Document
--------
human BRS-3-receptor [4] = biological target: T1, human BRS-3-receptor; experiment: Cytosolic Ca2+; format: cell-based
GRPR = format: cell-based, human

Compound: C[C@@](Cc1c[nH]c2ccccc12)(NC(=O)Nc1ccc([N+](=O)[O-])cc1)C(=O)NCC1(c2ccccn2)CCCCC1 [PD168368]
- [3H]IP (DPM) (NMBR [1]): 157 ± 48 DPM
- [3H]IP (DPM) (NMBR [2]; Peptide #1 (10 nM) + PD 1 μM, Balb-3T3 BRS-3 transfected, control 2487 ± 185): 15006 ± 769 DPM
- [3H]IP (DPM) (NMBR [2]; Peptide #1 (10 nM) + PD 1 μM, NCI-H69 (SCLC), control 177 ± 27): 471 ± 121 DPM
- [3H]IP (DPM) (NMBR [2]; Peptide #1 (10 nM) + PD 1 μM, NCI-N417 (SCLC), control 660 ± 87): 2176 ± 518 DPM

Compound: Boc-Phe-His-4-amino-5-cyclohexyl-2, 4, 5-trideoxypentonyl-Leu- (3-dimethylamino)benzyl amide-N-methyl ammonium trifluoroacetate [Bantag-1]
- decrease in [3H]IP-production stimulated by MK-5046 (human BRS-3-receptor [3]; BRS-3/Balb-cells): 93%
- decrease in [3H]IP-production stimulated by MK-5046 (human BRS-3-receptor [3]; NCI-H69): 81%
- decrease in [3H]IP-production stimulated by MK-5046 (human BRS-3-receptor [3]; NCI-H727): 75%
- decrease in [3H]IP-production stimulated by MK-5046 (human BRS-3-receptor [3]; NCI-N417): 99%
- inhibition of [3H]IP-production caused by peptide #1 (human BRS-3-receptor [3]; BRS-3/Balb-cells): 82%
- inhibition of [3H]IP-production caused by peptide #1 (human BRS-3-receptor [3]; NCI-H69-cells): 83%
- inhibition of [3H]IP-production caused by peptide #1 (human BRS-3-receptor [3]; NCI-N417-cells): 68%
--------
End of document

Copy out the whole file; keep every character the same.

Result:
human BRS-3-receptor [4] = biological target: T1, human BRS-3-receptor; experiment: Cytosolic Ca2+; format: cell-based
GRPR = format: cell-based, human

Compound: C[C@@](Cc1c[nH]c2ccccc12)(NC(=O)Nc1ccc([N+](=O)[O-])cc1)C(=O)NCC1(c2ccccn2)CCCCC1 [PD168368]
- [3H]IP (DPM) (NMBR [1]): 157 ± 48 DPM
- [3H]IP (DPM) (NMBR [2]; Peptide #1 (10 nM) + PD 1 μM, Balb-3T3 BRS-3 transfected, control 2487 ± 185): 15006 ± 769 DPM
- [3H]IP (DPM) (NMBR [2]; Peptide #1 (10 nM) + PD 1 μM, NCI-H69 (SCLC), control 177 ± 27): 471 ± 121 DPM
- [3H]IP (DPM) (NMBR [2]; Peptide #1 (10 nM) + PD 1 μM, NCI-N417 (SCLC), control 660 ± 87): 2176 ± 518 DPM

Compound: Boc-Phe-His-4-amino-5-cyclohexyl-2, 4, 5-trideoxypentonyl-Leu- (3-dimethylamino)benzyl amide-N-methyl ammonium trifluoroacetate [Bantag-1]
- decrease in [3H]IP-production stimulated by MK-5046 (human BRS-3-receptor [3]; BRS-3/Balb-cells): 93%
- decrease in [3H]IP-production stimulated by MK-5046 (human BRS-3-receptor [3]; NCI-H69): 81%
- decrease in [3H]IP-production stimulated by MK-5046 (human BRS-3-receptor [3]; NCI-H727): 75%
- decrease in [3H]IP-production stimulated by MK-5046 (human BRS-3-receptor [3]; NCI-N417): 99%
- inhibition of [3H]IP-production caused by peptide #1 (human BRS-3-receptor [3]; BRS-3/Balb-cells): 82%
- inhibition of [3H]IP-production caused by peptide #1 (human BRS-3-receptor [3]; NCI-H69-cells): 83%
- inhibition of [3H]IP-production caused by peptide #1 (human BRS-3-receptor [3]; NCI-N417-cells): 68%